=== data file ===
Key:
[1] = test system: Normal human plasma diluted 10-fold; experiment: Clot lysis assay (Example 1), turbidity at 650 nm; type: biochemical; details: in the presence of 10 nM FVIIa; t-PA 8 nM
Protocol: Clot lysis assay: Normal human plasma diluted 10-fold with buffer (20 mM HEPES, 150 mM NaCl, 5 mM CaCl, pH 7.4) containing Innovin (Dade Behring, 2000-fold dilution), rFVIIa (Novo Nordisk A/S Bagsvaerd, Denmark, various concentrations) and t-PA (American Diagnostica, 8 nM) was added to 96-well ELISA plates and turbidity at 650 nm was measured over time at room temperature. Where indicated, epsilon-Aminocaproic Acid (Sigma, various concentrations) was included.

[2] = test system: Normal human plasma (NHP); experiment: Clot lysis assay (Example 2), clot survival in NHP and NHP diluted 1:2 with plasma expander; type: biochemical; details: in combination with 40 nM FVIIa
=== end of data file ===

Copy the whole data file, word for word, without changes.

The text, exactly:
Key:
[1] = test system: Normal human plasma diluted 10-fold; experiment: Clot lysis assay (Example 1), turbidity at 650 nm; type: biochemical; details: in the presence of 10 nM FVIIa; t-PA 8 nM
Protocol: Clot lysis assay: Normal human plasma diluted 10-fold with buffer (20 mM HEPES, 150 mM NaCl, 5 mM CaCl, pH 7.4) containing Innovin (Dade Behring, 2000-fold dilution), rFVIIa (Novo Nordisk A/S Bagsvaerd, Denmark, various concentrations) and t-PA (American Diagnostica, 8 nM) was added to 96-well ELISA plates and turbidity at 650 nm was measured over time at room temperature. Where indicated, epsilon-Aminocaproic Acid (Sigma, various concentrations) was included.

[2] = test system: Normal human plasma (NHP); experiment: Clot lysis assay (Example 2), clot survival in NHP and NHP diluted 1:2 with plasma expander; type: biochemical; details: in combination with 40 nM FVIIa